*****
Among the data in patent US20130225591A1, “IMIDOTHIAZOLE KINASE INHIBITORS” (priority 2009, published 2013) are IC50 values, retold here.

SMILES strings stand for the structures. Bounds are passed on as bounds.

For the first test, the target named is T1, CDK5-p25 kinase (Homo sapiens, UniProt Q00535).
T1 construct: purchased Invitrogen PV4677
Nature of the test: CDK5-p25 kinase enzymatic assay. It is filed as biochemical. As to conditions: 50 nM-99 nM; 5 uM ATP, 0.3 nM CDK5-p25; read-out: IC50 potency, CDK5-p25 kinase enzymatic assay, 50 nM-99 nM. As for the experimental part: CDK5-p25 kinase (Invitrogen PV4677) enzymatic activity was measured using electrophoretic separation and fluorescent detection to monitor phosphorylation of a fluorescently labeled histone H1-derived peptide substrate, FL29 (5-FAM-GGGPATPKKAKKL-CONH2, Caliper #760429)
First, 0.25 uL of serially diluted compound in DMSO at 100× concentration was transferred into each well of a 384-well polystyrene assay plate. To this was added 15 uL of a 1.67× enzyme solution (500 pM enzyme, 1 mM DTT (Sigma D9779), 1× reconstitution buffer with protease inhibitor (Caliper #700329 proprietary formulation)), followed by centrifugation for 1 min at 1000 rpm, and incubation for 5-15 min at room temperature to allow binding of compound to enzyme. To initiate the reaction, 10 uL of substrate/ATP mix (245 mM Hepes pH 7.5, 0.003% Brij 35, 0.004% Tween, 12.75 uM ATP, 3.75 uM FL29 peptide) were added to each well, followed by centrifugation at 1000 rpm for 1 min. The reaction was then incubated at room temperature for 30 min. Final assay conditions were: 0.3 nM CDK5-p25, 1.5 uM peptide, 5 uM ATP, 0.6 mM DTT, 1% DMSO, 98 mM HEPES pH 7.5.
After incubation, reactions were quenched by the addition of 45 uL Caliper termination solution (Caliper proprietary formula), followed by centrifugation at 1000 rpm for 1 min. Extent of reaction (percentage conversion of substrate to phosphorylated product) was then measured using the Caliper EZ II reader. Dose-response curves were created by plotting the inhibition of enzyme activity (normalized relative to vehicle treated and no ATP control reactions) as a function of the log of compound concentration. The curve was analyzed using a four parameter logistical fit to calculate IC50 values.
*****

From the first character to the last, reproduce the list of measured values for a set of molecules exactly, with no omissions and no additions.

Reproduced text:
Among the data in patent US20130225591A1, “IMIDOTHIAZOLE KINASE INHIBITORS” (priority 2009, published 2013) are IC50 values, retold here.

SMILES strings stand for the structures. Bounds are passed on as bounds.

For the first test, the target named is T1, CDK5-p25 kinase (Homo sapiens, UniProt Q00535).
T1 construct: purchased Invitrogen PV4677
Nature of the test: CDK5-p25 kinase enzymatic assay. It is filed as biochemical. As to conditions: 50 nM-99 nM; 5 uM ATP, 0.3 nM CDK5-p25; read-out: IC50 potency, CDK5-p25 kinase enzymatic assay, 50 nM-99 nM. As for the experimental part: CDK5-p25 kinase (Invitrogen PV4677) enzymatic activity was measured using electrophoretic separation and fluorescent detection to monitor phosphorylation of a fluorescently labeled histone H1-derived peptide substrate, FL29 (5-FAM-GGGPATPKKAKKL-CONH2, Caliper #760429)
First, 0.25 uL of serially diluted compound in DMSO at 100× concentration was transferred into each well of a 384-well polystyrene assay plate. To this was added 15 uL of a 1.67× enzyme solution (500 pM enzyme, 1 mM DTT (Sigma D9779), 1× reconstitution buffer with protease inhibitor (Caliper #700329 proprietary formulation)), followed by centrifugation for 1 min at 1000 rpm, and incubation for 5-15 min at room temperature to allow binding of compound to enzyme. To initiate the reaction, 10 uL of substrate/ATP mix (245 mM Hepes pH 7.5, 0.003% Brij 35, 0.004% Tween, 12.75 uM ATP, 3.75 uM FL29 peptide) were added to each well, followed by centrifugation at 1000 rpm for 1 min. The reaction was then incubated at room temperature for 30 min. Final assay conditions were: 0.3 nM CDK5-p25, 1.5 uM peptide, 5 uM ATP, 0.6 mM DTT, 1% DMSO, 98 mM HEPES pH 7.5.
After incubation, reactions were quenched by the addition of 45 uL Caliper termination solution (Caliper proprietary formula), followed by centrifugation at 1000 rpm for 1 min. Extent of reaction (percentage conversion of substrate to phosphorylated product) was then measured using the Caliper EZ II reader. Dose-response curves were created by plotting the inhibition of enzyme activity (normalized relative to vehicle treated and no ATP control reactions) as a function of the log of compound concentration. The curve was analyzed using a four parameter logistical fit to calculate IC50 values.